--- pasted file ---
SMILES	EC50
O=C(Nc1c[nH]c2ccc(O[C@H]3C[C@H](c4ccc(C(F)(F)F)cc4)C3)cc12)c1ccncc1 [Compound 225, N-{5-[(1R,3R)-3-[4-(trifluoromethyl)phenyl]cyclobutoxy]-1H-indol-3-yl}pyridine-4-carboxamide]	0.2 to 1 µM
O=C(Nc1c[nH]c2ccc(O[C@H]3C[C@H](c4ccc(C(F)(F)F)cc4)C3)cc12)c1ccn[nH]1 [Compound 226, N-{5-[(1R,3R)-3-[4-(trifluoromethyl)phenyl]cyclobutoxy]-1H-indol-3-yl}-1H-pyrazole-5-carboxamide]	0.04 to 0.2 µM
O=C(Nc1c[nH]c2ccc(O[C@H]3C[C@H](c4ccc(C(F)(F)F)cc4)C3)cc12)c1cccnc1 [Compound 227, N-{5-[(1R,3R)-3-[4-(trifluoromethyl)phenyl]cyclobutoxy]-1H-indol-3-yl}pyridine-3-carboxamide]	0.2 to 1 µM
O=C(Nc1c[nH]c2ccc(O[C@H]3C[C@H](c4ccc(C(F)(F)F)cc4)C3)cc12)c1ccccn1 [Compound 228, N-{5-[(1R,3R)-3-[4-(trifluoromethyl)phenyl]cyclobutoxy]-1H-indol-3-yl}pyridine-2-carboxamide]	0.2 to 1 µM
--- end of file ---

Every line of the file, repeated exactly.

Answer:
SMILES	EC50
O=C(Nc1c[nH]c2ccc(O[C@H]3C[C@H](c4ccc(C(F)(F)F)cc4)C3)cc12)c1ccncc1 [Compound 225, N-{5-[(1R,3R)-3-[4-(trifluoromethyl)phenyl]cyclobutoxy]-1H-indol-3-yl}pyridine-4-carboxamide]	0.2 to 1 µM
O=C(Nc1c[nH]c2ccc(O[C@H]3C[C@H](c4ccc(C(F)(F)F)cc4)C3)cc12)c1ccn[nH]1 [Compound 226, N-{5-[(1R,3R)-3-[4-(trifluoromethyl)phenyl]cyclobutoxy]-1H-indol-3-yl}-1H-pyrazole-5-carboxamide]	0.04 to 0.2 µM
O=C(Nc1c[nH]c2ccc(O[C@H]3C[C@H](c4ccc(C(F)(F)F)cc4)C3)cc12)c1cccnc1 [Compound 227, N-{5-[(1R,3R)-3-[4-(trifluoromethyl)phenyl]cyclobutoxy]-1H-indol-3-yl}pyridine-3-carboxamide]	0.2 to 1 µM
O=C(Nc1c[nH]c2ccc(O[C@H]3C[C@H](c4ccc(C(F)(F)F)cc4)C3)cc12)c1ccccn1 [Compound 228, N-{5-[(1R,3R)-3-[4-(trifluoromethyl)phenyl]cyclobutoxy]-1H-indol-3-yl}pyridine-2-carboxamide]	0.2 to 1 µM